On a Budget: Making Ends Meet After Divorce

One of the hardest things to face, when your marriage starts to go downhill, is the fact that you can’t remove your husband from the picture and then go on with your life as-is. Things are going to change and, no matter what the reason for the breakdown of the marriage, you’re going to have to make some major compromises.

One of the first things women realize is that the family budget is going to undergo a major overhaul. Depending on what you receive for spousal support and child support, and what you’re capable of making on your own, your finances could change a lot. That’s going to require you to make some major changes, too. I always advise women to start thinking early on about what their budget will look like, and how they can cut expenses if they need to. Living on a budget is second nature to some of us and like pulling teeth for others, but the reality is that once you’re a single mother (or just a single woman), his income won’t be there to fall back on anymore.

The problem is that you and your husband have a finite amount of money, and divorce will divide that amount between the two of you. You automatically have less than you used to, just because what you had is now divided. The judge (and your attorney) can’t make more money exist than there really is. You have what you have, then you divide it, and then you pay your attorneys–if you and your husband can’t get along, you may pay your attorneys a LOT. Whatever is left over is what each of you will have to live on. If you have children and you get custody, you may receive a larger share of the income, but it’s still less than you’re used to–because your husband still has to have a place to live, food to eat, and heat to warm his home, too. What used to go into maintaining one household now has to suffice for two.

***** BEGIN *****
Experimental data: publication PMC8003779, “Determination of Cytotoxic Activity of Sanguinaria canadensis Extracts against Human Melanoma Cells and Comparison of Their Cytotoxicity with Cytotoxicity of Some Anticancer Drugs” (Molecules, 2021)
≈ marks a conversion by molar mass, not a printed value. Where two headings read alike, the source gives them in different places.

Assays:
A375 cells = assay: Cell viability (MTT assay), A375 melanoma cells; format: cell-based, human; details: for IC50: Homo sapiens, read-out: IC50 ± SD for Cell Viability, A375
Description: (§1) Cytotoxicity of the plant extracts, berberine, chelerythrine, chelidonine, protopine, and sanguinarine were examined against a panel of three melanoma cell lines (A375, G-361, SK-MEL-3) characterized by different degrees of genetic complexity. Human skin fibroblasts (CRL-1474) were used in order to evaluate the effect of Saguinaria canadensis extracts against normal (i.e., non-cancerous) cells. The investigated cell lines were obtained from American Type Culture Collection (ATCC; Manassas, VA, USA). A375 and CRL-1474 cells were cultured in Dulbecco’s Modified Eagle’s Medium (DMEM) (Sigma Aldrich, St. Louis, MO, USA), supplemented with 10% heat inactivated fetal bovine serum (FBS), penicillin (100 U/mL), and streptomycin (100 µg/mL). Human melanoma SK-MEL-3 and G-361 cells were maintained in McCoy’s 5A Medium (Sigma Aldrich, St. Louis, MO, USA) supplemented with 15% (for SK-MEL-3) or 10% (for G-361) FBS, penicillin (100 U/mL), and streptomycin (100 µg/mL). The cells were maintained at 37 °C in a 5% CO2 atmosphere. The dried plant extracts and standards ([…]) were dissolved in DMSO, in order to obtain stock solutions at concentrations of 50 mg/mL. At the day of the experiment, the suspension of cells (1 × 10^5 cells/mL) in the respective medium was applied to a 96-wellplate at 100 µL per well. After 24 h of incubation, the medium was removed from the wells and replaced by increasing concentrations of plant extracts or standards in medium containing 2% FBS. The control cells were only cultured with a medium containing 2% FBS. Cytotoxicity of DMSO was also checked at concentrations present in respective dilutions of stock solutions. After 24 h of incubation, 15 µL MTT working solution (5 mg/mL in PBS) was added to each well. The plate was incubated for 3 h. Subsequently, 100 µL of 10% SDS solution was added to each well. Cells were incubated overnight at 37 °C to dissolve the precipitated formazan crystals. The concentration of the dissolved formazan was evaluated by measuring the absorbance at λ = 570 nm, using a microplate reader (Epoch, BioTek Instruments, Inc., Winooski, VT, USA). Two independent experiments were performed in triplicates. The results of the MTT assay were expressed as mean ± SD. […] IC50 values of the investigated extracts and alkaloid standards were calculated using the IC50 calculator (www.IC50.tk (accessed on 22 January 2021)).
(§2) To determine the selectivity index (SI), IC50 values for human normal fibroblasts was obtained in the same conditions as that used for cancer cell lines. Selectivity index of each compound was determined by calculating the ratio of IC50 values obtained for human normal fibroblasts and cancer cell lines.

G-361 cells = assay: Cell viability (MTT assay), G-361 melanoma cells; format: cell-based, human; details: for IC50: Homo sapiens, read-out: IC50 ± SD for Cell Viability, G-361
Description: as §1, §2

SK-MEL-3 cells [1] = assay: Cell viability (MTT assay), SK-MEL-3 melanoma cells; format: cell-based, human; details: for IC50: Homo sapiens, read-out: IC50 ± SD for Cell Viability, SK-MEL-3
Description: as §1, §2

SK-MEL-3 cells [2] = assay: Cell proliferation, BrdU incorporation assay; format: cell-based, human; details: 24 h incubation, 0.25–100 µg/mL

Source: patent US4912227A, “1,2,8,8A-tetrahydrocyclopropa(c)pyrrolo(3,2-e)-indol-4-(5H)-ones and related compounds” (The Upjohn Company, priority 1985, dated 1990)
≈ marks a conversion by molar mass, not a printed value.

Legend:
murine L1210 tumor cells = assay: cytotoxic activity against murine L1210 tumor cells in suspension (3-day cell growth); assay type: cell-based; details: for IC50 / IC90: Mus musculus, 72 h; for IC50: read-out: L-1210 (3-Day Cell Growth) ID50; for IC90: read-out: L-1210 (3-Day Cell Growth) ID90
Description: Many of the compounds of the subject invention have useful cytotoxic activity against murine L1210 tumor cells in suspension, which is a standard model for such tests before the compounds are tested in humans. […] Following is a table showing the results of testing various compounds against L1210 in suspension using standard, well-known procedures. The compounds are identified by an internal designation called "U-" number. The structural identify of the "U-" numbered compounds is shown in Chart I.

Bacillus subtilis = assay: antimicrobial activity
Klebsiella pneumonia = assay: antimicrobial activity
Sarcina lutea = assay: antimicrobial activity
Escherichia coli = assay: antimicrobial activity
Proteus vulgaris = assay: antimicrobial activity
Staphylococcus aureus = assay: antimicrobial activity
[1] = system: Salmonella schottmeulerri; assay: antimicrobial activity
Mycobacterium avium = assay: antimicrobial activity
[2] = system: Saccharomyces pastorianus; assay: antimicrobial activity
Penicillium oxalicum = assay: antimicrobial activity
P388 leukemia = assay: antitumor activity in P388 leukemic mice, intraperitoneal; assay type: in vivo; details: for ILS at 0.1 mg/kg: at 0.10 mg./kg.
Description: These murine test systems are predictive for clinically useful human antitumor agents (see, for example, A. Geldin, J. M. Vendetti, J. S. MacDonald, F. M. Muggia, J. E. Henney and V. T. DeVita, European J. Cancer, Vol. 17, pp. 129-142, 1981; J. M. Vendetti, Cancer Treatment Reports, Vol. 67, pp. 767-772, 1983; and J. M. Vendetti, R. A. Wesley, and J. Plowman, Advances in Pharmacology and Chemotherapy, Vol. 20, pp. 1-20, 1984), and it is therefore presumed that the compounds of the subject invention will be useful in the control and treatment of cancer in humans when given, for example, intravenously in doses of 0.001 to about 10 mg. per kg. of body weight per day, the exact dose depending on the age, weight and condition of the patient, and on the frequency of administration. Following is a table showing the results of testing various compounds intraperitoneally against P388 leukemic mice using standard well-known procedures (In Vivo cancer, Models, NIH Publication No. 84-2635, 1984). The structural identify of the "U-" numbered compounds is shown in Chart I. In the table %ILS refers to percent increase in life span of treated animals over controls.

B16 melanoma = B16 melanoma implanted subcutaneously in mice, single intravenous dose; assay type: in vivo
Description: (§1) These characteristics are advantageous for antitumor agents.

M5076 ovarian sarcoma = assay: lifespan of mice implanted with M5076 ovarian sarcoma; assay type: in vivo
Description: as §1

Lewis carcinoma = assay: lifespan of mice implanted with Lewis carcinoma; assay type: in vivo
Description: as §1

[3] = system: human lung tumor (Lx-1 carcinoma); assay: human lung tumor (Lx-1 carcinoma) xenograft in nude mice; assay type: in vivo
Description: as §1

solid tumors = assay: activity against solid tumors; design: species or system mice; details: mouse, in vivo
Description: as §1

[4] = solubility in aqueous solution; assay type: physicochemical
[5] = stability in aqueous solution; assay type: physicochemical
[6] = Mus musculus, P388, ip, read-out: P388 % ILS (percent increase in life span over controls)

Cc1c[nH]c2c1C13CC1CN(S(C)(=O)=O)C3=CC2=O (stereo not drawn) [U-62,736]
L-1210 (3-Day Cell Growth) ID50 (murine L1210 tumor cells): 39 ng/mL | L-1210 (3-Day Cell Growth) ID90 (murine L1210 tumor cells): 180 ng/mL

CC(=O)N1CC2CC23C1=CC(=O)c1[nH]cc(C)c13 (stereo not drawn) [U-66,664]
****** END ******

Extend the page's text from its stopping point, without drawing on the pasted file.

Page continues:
Will you be able to stay in the marital home? Can you pay the mortgage yourself? Even if you weren’t previously involved in the financial aspect of the marriage, you should try to figure out exactly how much it costs per month to live in your home. That means the mortgage and all the bills–water, electric, cable and internet, etc. A lot of women want to stay in the marital home, particularly if they have children, because the home keeps the kids close to their friends and current school. It’s difficult for children to be uprooted, particularly in light of all the other stressors in their lives. If there’s equity in the home, can you afford to buy out your husband’s interest in the home? Will you qualify to refinance to get his name off the mortgage and the deed? If there’s no equity in it, do you really want to be saddled with a major financial liability–alone?

It sucks to be a girl on a budget, but I think you’ll find that you can make do with far less than you’re used to. Most of my clients are panicked when they first hear what they can expect to receive in child and spousal support, but ultimately they’re able to make it on less. For most of us, there are places we can cut extra spending to make our budgets work. It’s much more difficult to cut back after you’re used to a certain standard of living, but if you’re miserable, you may find that you relish the independence, no matter how hard some of the other things are. Divorce is an expense and, at some point, you have to ask yourself–is it worth it?

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